Presentation on theme: "Psychology 1000 Spring, 2007 Instructor: Richard Mangold, Ed.D. Office: D302 (hours to be announced) Telephone: 224-2720 ext. 367"— Presentation transcript:
Psychology 1000 Spring, 2007 Instructor: Richard Mangold, Ed.D. Office: D302 (hours to be announced) Telephone: 224-2720 ext. 367E-mail: email@example.com Text: Duffy, K. (Ed.) (2006). Psychology – Annual Editions 06/07. McGraw- Hill: Dubuque, Iowa. Wittig, A. (2001). Introduction to Psychology. Schaum’s Outline Series. New York: McGraw-Hill Publishing. Course Description The primary learning objective of this introductory psychology courses is to explore the subject matter of the field and to become familiar with the vocabulary and concepts of the field and with some of the research findings upon which our knowledge of human thought and behavior is based. Furthermore, the primary goal of this class is to emphasize development of critical thinking skills and to prepare you to be a cautious and analytical consumer of information that is proclaimed to be scientific or to be based on research.
Course Requirements & Examinations There are 14 weekly tests that you will be required to complete. There will be 20 multiple choice, fill in, matching, and labeling items from each chapter reading. The test items will be taken only from the reading assignments and from lecture. There may also be extra credit questions on each examination which is likely to be an essay question worth 10 points. The total value for each test is 30 points. Because the test items come from classroom lecture it is important that you attend class. Assessment of Student Learning and Grading Grades will be assigned based on the number of points accumulated during the semester. The maximum number of points for each exam is 30. From the 14 exams, your 12 highest grades will be used to determine your final grade for a total of 360 points. The two lowest test scores will be dropped. If you miss an exam due to illness, a conflicting schedule, or just do not want to take one, that counts as one of the two drops. There will be NO make up exams and NO exceptions. If you know that you are going to miss a test it must be taken ahead of time not after the test. The maximum number of points for all regular exams is approximately 360. The final exam is worth 200 points and will contain 100 questions (2 points each) from material covered on previous examinations. A maximum of 40 points will be given for a wrap up paper that I will talk about later on during the semester.
The grading system is as follows: "A" is 90% and above (600 to 540 points), "B" is 80-89% (539 to 480 points), "C" is 70- 79% (479 to 420points), "D" is 60-69% (419 to 360 points), and "F" is below 60% (below 360 points). You can calculate your own grade throughout the semester by dividing the total points you have achieved by the total possible. It is a good idea to do as much of the extra credit as possible and attend class.
Tentative Schedule * Week 1Introduction – Ch. 1 Week 2Ch. 2 and Exam 1 Week 3 Ch. 3 and Exam 2 Week 4Ch. 4 and Exam 3 Week 5Ch. 5 and Exam 4 Week 6Ch. 6 and Exam 5 Week 7Ch. 7 and Exam 6 Week 8 Ch. 8 and Exam 7 Week 9Ch. 9 and Exam 8 Week 10Ch. 10 and Exam 9 Week 11Ch. 11 and Exam 10 Week 12Ch. 12 and Exam 11 Week 13Ch. 13 & 14 and Exam 12 Week 14Ch. 15 & 16 and Exam 13 Week 15Exam 14 and review for Final Exam Week 16 Final Exam - Comprehensive * Please note that this schedule may vary somewhat depending on a number of factors including inclement weather, unscheduled days that class is cancelled, etc. It is important that we remain flexible in completing this schedule.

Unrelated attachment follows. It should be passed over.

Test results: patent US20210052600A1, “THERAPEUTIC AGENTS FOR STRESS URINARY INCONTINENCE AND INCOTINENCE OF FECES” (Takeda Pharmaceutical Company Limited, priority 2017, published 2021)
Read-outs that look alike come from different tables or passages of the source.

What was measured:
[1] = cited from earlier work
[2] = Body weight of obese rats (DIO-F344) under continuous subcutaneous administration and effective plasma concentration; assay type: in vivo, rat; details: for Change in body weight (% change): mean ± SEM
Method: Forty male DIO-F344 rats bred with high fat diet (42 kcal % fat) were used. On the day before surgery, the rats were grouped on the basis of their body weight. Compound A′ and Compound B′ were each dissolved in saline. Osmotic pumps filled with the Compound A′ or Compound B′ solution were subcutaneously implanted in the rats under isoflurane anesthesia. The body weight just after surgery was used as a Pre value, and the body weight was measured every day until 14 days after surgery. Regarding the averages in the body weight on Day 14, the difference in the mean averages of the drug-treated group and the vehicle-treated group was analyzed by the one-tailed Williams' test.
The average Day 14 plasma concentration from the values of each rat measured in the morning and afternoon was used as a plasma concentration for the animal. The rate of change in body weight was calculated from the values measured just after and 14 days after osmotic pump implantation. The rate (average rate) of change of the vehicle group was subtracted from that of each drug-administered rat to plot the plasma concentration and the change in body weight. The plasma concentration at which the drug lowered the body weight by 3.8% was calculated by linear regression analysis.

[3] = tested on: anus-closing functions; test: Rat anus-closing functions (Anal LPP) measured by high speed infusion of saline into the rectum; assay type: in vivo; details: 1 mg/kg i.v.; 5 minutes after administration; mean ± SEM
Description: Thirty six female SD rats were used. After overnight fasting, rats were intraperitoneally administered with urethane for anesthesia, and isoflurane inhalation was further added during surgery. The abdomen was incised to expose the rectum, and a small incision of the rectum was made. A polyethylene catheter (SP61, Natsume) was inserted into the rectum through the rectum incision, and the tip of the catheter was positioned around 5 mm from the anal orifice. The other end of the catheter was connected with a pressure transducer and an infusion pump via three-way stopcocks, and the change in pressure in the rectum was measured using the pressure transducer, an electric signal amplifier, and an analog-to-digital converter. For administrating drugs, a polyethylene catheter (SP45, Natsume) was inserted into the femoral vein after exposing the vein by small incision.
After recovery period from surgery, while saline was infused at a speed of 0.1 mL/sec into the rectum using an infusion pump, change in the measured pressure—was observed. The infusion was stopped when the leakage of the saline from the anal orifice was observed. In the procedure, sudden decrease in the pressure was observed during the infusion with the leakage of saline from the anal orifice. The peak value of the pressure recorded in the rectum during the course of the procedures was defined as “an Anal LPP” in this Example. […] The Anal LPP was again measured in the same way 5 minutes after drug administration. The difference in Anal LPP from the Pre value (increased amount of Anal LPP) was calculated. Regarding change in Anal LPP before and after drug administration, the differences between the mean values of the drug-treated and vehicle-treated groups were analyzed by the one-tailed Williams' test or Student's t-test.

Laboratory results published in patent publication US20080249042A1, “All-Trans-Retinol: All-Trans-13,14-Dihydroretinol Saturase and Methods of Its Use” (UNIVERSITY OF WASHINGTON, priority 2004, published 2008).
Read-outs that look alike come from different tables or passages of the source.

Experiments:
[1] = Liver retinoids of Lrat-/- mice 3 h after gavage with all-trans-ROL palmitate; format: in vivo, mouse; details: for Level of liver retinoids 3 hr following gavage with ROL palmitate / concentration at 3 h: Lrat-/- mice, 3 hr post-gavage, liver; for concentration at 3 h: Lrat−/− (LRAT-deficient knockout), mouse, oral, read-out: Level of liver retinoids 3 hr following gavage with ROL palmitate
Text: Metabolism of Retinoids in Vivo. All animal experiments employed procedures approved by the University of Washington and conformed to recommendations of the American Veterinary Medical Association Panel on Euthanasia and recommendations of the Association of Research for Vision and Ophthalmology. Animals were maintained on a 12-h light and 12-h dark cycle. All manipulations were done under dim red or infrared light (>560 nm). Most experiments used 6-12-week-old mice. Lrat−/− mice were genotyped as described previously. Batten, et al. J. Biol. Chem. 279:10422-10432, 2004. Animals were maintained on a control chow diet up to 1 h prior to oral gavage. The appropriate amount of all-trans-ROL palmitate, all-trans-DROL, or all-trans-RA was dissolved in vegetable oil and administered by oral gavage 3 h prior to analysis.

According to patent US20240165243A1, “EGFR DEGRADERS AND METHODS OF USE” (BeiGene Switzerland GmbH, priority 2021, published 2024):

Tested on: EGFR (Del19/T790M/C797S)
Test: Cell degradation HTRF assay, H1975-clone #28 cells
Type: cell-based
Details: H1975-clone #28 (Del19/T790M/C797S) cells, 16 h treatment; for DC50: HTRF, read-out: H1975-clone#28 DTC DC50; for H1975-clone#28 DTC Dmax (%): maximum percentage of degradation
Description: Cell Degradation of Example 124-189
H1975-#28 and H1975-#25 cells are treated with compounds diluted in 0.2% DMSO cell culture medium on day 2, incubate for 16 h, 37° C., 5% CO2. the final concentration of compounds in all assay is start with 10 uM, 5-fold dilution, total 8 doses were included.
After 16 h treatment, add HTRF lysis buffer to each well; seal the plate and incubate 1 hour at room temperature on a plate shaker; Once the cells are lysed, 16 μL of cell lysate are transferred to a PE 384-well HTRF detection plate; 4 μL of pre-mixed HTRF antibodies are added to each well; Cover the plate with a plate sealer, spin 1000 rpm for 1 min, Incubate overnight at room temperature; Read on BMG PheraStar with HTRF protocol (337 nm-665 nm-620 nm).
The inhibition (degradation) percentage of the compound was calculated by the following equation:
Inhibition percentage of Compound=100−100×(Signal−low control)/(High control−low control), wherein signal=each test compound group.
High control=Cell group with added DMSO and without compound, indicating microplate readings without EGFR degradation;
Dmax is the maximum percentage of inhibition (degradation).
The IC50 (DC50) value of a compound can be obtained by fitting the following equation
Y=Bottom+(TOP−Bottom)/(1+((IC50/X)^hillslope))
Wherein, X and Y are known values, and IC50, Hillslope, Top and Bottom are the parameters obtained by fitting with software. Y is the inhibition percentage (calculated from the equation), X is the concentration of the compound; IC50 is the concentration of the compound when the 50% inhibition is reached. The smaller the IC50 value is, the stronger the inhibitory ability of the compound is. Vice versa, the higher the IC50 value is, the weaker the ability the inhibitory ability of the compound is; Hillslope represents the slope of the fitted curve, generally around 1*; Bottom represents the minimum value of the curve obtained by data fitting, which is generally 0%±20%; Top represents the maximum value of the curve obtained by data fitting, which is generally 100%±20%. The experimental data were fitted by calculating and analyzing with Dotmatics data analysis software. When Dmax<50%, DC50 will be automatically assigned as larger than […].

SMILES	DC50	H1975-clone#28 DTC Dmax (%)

Disability Statement If you need support or assistance because of a disability, you may be eligible for academic accommodations thorough the Special Population office. Stop by office B- 204 or call (815) 224-0284. Attendance Policy Attendance will be taken on a daily basis. As mentioned above part of you grade is dependent upon you come to class and participating. Whether or not you come to class is up to you. Experience has shown, however, that students that come to class and participate get more out of the course and eventually end up with a better grade. Withdrawal Policy It is the student’s responsibility to ask the instructor to be withdrawn from the class. I do not automatically withdraw students without their agreement to do so. Withdrawal should be made to me in writing (a form must be completed in my office) that include your name, student identification number, and your address. Financial Aid Statement Withdrawal from the course can affect financial aid. Students who receive financial aid should see an advisor in the Financial Aid Office before withdrawing from a course. Plagiarism & Academic Honesty Plagiarism and cheating of any kind will not be tolerated. If a student is caught cheating the test will be taken and the student will receive a failing grade for that test. If a student cheats a second time, they will be failed for the semester. Using someone’s work and claiming it as your own will also not be tolerated. If a student is caught plagiarizing they will be failed for the semester. Classroom Rules Since everyone in this course is an adult it is expected that students will practice self- control allowing others to speak, respecting each other, and allowing others to work in quiet during exams. This allows for a positive learning environment for all.